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As of Jan. 1, transgender individuals are allowed to openly enlist and continue serving in the U.S. military without fear of being discharged.
On Dec. 11, the Department of Defense announced that it would again allow transgender citizens to enlist in the military starting on Jan. 1, 2018, ending months of uncertainty after President Donald Trump announced a ban on transgender troops in a July tweetstorm. The rebuke of Trump’s ban came after a federal judge again denied a White House request to delay the enlistment of transgender recruits, due to the administration’s claims about its potential impact on the U.S. armed forces. After months of litigation, it’s possible the Supreme Court will end up finally deciding the future of transgender recruits.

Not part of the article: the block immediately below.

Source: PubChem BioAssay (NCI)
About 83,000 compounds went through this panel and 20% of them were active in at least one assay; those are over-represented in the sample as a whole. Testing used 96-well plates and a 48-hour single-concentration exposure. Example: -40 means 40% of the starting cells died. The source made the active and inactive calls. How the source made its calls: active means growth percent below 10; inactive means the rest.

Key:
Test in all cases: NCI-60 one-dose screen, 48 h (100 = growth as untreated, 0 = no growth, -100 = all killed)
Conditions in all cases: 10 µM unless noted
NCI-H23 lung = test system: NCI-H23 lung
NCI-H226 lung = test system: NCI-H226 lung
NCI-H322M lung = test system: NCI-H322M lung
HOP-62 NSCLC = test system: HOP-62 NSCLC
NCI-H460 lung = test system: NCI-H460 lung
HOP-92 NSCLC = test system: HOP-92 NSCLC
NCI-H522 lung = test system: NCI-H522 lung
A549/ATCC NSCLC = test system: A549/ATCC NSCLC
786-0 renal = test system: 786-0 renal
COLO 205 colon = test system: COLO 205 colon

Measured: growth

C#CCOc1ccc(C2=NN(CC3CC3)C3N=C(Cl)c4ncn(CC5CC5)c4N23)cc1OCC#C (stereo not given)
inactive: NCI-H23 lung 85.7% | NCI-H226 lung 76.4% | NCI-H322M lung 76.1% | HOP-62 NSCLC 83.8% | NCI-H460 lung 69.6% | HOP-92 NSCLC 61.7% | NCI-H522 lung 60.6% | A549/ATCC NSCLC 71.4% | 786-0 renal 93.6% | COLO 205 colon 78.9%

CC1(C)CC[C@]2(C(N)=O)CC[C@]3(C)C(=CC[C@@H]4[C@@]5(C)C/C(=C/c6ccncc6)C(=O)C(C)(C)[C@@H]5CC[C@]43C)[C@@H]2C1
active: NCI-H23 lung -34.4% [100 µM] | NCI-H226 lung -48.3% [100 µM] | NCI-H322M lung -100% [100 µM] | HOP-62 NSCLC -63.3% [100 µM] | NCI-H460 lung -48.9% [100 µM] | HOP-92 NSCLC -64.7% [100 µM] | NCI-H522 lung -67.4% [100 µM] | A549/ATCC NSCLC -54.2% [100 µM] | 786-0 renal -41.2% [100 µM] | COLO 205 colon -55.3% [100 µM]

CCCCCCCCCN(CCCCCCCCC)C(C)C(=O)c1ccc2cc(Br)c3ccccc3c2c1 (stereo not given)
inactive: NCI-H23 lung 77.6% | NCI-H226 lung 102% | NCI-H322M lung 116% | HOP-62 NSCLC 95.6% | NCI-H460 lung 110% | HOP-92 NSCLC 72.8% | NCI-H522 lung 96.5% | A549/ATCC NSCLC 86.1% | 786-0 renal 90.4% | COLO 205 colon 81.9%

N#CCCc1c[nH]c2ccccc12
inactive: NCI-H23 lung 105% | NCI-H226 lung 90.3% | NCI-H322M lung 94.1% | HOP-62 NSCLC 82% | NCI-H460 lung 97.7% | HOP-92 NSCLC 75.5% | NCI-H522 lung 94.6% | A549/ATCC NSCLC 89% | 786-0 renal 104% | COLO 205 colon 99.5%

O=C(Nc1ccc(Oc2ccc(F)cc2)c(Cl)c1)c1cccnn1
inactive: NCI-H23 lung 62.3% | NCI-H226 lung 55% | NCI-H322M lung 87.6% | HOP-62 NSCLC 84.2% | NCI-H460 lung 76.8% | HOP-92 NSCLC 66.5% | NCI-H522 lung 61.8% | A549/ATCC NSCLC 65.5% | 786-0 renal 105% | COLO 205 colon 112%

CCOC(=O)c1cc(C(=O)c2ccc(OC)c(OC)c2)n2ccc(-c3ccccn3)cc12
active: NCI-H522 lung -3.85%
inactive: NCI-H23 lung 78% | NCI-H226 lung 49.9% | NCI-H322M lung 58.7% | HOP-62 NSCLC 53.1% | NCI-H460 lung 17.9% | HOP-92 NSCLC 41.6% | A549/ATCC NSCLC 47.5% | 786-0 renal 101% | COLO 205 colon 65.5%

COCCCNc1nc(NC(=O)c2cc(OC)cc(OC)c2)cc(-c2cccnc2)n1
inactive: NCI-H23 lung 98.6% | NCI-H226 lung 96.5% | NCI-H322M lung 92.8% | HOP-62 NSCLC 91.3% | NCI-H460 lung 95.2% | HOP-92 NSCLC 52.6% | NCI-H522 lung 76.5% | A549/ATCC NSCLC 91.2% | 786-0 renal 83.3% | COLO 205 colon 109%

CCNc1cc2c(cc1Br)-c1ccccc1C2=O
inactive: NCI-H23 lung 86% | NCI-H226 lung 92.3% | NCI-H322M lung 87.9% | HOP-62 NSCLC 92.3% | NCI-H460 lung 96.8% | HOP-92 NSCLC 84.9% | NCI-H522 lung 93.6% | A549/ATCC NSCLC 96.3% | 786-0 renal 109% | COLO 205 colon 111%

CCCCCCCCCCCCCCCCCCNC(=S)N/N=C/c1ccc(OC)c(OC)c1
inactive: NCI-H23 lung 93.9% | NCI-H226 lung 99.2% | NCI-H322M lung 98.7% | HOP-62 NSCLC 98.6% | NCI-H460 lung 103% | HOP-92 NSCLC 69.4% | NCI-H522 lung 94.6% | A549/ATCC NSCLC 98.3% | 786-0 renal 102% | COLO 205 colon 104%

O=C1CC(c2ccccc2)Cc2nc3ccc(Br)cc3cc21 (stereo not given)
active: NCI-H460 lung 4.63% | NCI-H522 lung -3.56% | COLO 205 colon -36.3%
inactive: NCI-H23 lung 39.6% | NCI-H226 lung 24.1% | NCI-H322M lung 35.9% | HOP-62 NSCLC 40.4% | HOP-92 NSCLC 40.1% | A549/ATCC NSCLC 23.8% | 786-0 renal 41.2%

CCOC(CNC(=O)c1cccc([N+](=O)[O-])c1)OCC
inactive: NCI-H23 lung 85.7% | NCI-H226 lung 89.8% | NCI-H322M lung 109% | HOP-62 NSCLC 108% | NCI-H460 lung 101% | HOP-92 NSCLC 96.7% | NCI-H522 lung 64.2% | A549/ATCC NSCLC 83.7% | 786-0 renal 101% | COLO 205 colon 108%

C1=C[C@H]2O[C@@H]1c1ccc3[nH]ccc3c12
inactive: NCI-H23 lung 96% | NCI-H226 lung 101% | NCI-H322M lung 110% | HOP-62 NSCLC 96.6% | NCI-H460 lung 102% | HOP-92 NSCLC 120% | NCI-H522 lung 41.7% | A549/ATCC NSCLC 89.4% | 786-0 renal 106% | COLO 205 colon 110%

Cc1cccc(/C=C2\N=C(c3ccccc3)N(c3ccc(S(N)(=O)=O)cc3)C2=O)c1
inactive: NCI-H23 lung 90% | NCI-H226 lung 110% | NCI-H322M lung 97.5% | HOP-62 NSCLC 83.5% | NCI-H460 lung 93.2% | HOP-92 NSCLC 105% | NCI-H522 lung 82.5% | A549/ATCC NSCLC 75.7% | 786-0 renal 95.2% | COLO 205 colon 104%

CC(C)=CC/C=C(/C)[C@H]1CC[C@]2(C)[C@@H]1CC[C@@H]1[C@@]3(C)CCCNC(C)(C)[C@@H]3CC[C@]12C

The Trump administration is requesting more time to appeal a judge’s block on President Donald Trump’s plan to bar transgender people from military service, the Associated Press reports. If the request is denied, there’s a good chance transgender people will be allowed to enlist in the military and serve openly beginning Jan. 1, 2018.
Marine Corps Gen. Joe Dunford went to Capitol Hill on Sep. 26 seeking to remain chairman of the Joint Chiefs of Staff for two more years, and he gave the lawmakers who will renew his tenure just what they were looking for: lots of surprising thoughts on lots of subjects.
Combat Is No Place For An Identity Crisis, But That Doesn’t Mean Transgender Troops Shouldn’t Be Allowed To Serve
I am sure by this point in time that most everyone is well aware of the so-called ban that President Donald Trump placed on transgender people serving “in any capacity” in the U.S. military, but I feel some crucial aspects are being woefully unreported or misrepresented, especially on social media.